A 34-year-old engineer who went to labor court over seven months of unpaid wages and has been borrowing money from friends in Qatar to send to his family in Nepal stated, “Since August 2019, I have been waiting for money.” He went to court for the first time last year, and he is still waiting for his payments “Since I do not even have money for food, I am starving. If I do not get my salary through the legal process, how will I pay back my loans? Sometimes I feel like I must kill myself.

In Qatar and the Gulf, where various iterations of the kafala system are in place, wage abuses are among the most prevalent and devastating violations of the rights of migrant workers. The Wage Protection System (WPS) was established in 2015 by the Qatari government, followed by the Labor Dispute Resolution Committees in 2017 and the Workers’ Support and Insurance Fund in 2018 to combat wage abuse.

However, Human Rights Watch discovered that the WPS is more accurately referred to as a wage monitoring system with significant oversight capacity gaps. Workers’ ATM cards, which are supposed to be used to withdraw wages, are frequently confiscated by employers. In a similar vein, workers are concerned about employer retaliation and find it difficult, costly, time-consuming, and ineffective to take wage abuse cases to committees. Additionally, the Workers’ Support and Insurance Fund, which was created to ensure that workers are compensated when businesses are unable to do so, was only established earlier this year.

The government announced significant reforms in October 2019 that would allow all migrant workers in Qatar to change or leave their jobs without the consent of their employers and establish a non-discriminatory minimum wage. However, it appears that other aspects of the system that may grant employers some degree of control over their employees will continue. It was anticipated that the reforms would be implemented in January 2020.

This report’s findings and questions were sent to Qatar’s Interior and Labor Ministries, FIFA, and Qatar’s Supreme Committee for Delivery & Legacy by Human Rights Watch. We received responses from FIFA, Qatar’s Government Communications Office (GCO), and the Supreme Committee.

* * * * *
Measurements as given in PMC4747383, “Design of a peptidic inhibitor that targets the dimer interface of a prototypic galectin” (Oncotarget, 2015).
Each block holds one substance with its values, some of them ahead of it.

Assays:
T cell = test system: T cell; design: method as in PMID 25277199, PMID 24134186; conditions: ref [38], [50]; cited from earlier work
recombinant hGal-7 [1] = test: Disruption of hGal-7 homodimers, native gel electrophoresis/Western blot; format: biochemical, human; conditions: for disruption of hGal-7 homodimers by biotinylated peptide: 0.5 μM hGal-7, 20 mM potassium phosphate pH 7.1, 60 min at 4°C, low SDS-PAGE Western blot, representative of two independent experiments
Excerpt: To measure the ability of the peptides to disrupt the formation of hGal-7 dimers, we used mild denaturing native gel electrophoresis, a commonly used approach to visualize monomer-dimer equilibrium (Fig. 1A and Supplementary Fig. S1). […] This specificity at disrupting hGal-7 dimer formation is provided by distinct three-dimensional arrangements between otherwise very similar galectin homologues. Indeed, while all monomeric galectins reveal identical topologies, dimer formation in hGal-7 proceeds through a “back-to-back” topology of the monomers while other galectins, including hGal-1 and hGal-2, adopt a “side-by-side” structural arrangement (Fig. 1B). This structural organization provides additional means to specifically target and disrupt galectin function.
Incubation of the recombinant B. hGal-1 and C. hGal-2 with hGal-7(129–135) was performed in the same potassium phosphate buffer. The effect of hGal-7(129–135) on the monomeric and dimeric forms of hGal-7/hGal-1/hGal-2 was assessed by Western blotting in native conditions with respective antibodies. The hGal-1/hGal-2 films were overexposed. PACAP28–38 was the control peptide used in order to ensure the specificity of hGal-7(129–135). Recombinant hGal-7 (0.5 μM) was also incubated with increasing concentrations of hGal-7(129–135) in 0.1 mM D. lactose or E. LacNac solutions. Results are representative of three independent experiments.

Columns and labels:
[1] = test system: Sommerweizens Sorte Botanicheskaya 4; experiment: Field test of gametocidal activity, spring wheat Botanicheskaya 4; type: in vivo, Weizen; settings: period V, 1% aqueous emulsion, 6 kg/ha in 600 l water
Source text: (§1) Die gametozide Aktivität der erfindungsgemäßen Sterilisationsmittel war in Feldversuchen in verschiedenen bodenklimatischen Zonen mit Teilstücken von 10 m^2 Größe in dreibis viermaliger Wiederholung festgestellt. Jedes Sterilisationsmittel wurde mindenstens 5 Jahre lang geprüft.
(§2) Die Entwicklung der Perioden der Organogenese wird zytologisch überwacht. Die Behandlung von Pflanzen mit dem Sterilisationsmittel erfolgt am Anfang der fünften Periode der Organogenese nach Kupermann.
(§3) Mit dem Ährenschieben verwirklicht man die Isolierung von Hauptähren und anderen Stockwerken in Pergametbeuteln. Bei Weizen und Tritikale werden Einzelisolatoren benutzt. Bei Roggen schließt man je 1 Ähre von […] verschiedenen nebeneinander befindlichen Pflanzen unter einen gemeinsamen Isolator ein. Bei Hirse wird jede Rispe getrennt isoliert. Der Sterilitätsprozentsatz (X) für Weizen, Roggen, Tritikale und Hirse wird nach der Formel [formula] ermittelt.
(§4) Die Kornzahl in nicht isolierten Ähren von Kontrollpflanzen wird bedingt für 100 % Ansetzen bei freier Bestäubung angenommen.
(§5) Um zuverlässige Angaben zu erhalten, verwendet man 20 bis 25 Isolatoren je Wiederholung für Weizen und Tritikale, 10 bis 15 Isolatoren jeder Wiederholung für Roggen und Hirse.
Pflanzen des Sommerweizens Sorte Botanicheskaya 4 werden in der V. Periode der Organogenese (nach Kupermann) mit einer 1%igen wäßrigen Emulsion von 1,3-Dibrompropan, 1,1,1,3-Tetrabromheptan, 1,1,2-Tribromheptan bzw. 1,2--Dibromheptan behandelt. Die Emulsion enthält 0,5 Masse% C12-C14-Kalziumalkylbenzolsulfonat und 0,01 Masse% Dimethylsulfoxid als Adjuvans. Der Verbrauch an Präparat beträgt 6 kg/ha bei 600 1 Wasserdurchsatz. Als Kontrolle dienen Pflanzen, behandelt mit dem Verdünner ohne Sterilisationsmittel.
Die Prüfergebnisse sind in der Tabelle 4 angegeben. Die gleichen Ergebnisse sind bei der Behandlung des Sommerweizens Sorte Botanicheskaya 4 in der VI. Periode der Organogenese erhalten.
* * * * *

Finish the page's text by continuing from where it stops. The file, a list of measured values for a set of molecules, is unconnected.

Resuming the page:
FIFA wrote in response to a request for comment. Discrimination and wage abuse are not tolerated by FIFA or its trusted partner, the Supreme Committee for Delivery and Legacy. FIFA and the SC have established robust systems to prevent and mitigate wage abuse on FIFA World Cup sites, as well as mechanisms for workers to raise potential grievances and practices to provide for remediation in cases where businesses fail to live up to our standards because we are aware of the importance of wage protection measures in Qatar through our work to protect the rights of FIFA World Cup workers. Workers and NGOs with concerns about Football World Cup sites are strongly encouraged to contact the SC’s Workers’ Welfare hotline (see here). The teams on the ground will be able to verify this information and take the necessary actions whenever they are required, always in the best interest of their respective workers.

Through the Workers’ Welfare hotline of the Supreme Committee, FIFA encouraged workers and nongovernmental organizations to voice concerns regarding Football World Cup sites.

Page stated, “Qatar has two years until players kick the first ball at the FIFA World Cup.” Qatar must demonstrate that it will fulfill its promise to eliminate the kafala system, enhance salary monitoring systems, accelerate redress mechanisms, and implement additional measures to combat wage abuse before the clock runs out.

FIFA as the administering body of the World cup 2022 took responsibility for the specialists’ privileges matter of the facilitating country and after being requested to remark on something very similar, the association expressed “FIFA and its confided-in accomplice, the Preeminent Panel for Conveyance and Heritage, have a zero-resistance strategy to any type of separation and to wage misuse.

FIFA and the Supreme Committee have established robust systems to prevent and mitigate wage abuse on FIFA World Cup sites, as well as mechanisms for workers to raise potential grievances and practices to provide for remediation in cases where companies fail to live up to our standards, as a result of our work to protect the rights of FIFA World Cup workers in Qatar.